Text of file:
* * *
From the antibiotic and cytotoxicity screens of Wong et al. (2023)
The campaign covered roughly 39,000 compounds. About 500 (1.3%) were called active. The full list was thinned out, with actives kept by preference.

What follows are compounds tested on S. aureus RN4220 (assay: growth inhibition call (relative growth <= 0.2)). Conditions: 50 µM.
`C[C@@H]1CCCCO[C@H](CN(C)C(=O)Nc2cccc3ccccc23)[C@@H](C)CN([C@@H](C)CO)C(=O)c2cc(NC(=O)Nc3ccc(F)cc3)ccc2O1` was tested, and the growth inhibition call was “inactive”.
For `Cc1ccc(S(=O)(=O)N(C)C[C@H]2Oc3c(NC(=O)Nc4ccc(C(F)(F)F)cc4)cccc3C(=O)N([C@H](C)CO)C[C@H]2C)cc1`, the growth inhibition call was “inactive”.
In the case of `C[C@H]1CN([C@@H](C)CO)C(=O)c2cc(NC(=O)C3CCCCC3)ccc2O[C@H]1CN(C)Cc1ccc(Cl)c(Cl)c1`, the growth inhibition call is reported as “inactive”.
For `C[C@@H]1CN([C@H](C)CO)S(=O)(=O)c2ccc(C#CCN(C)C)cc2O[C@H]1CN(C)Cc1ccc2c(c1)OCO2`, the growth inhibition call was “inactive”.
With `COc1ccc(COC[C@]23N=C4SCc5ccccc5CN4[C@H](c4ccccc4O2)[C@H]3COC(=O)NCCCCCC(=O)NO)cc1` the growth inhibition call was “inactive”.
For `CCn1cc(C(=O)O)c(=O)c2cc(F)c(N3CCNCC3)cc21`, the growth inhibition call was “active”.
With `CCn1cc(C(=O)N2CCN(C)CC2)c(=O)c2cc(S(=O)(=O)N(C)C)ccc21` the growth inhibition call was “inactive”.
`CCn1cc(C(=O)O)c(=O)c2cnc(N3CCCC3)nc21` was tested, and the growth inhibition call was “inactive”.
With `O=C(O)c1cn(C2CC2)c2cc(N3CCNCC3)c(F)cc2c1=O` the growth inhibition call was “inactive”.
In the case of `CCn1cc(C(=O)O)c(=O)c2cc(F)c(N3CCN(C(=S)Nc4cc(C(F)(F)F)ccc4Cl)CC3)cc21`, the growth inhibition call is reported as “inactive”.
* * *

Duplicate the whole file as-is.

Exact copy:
From the antibiotic and cytotoxicity screens of Wong et al. (2023)
The campaign covered roughly 39,000 compounds. About 500 (1.3%) were called active. The full list was thinned out, with actives kept by preference.

What follows are compounds tested on S. aureus RN4220 (assay: growth inhibition call (relative growth <= 0.2)). Conditions: 50 µM.
`C[C@@H]1CCCCO[C@H](CN(C)C(=O)Nc2cccc3ccccc23)[C@@H](C)CN([C@@H](C)CO)C(=O)c2cc(NC(=O)Nc3ccc(F)cc3)ccc2O1` was tested, and the growth inhibition call was “inactive”.
For `Cc1ccc(S(=O)(=O)N(C)C[C@H]2Oc3c(NC(=O)Nc4ccc(C(F)(F)F)cc4)cccc3C(=O)N([C@H](C)CO)C[C@H]2C)cc1`, the growth inhibition call was “inactive”.
In the case of `C[C@H]1CN([C@@H](C)CO)C(=O)c2cc(NC(=O)C3CCCCC3)ccc2O[C@H]1CN(C)Cc1ccc(Cl)c(Cl)c1`, the growth inhibition call is reported as “inactive”.
For `C[C@@H]1CN([C@H](C)CO)S(=O)(=O)c2ccc(C#CCN(C)C)cc2O[C@H]1CN(C)Cc1ccc2c(c1)OCO2`, the growth inhibition call was “inactive”.
With `COc1ccc(COC[C@]23N=C4SCc5ccccc5CN4[C@H](c4ccccc4O2)[C@H]3COC(=O)NCCCCCC(=O)NO)cc1` the growth inhibition call was “inactive”.
For `CCn1cc(C(=O)O)c(=O)c2cc(F)c(N3CCNCC3)cc21`, the growth inhibition call was “active”.
With `CCn1cc(C(=O)N2CCN(C)CC2)c(=O)c2cc(S(=O)(=O)N(C)C)ccc21` the growth inhibition call was “inactive”.
`CCn1cc(C(=O)O)c(=O)c2cnc(N3CCCC3)nc21` was tested, and the growth inhibition call was “inactive”.
With `O=C(O)c1cn(C2CC2)c2cc(N3CCNCC3)c(F)cc2c1=O` the growth inhibition call was “inactive”.
In the case of `CCn1cc(C(=O)O)c(=O)c2cc(F)c(N3CCN(C(=S)Nc4cc(C(F)(F)F)ccc4Cl)CC3)cc21`, the growth inhibition call is reported as “inactive”.